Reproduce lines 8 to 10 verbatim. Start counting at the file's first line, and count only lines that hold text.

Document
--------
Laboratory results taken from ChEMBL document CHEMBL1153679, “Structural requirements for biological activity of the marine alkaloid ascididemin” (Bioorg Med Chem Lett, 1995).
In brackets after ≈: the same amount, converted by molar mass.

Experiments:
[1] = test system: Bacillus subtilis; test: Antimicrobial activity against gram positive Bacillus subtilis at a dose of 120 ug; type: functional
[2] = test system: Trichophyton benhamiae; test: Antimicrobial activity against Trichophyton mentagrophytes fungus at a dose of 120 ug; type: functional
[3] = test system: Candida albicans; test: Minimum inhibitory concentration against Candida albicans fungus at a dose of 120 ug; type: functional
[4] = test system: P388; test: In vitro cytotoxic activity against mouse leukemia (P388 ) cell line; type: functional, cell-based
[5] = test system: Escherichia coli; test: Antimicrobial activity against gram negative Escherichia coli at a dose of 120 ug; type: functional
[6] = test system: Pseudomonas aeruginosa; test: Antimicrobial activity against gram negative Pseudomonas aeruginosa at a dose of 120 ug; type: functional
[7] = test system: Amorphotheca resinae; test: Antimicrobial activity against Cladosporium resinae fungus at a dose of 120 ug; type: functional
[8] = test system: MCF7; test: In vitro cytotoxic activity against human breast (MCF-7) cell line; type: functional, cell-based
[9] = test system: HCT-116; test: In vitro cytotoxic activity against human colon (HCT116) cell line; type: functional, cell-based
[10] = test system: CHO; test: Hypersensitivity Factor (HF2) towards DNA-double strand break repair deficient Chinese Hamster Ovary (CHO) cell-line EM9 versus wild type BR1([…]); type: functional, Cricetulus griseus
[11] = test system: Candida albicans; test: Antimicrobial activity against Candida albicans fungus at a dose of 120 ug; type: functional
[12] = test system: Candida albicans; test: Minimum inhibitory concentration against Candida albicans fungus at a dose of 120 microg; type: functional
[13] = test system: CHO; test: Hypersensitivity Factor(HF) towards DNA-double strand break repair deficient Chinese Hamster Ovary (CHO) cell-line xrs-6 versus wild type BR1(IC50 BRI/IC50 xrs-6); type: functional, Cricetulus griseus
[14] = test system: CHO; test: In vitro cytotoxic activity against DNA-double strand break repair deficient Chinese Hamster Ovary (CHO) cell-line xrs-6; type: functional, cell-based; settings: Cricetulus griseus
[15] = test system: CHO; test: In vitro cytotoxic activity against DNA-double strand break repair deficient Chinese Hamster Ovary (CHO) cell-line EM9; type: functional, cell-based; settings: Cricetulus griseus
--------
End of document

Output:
[5] = test system: Escherichia coli; test: Antimicrobial activity against gram negative Escherichia coli at a dose of 120 ug; type: functional
[6] = test system: Pseudomonas aeruginosa; test: Antimicrobial activity against gram negative Pseudomonas aeruginosa at a dose of 120 ug; type: functional
[7] = test system: Amorphotheca resinae; test: Antimicrobial activity against Cladosporium resinae fungus at a dose of 120 ug; type: functional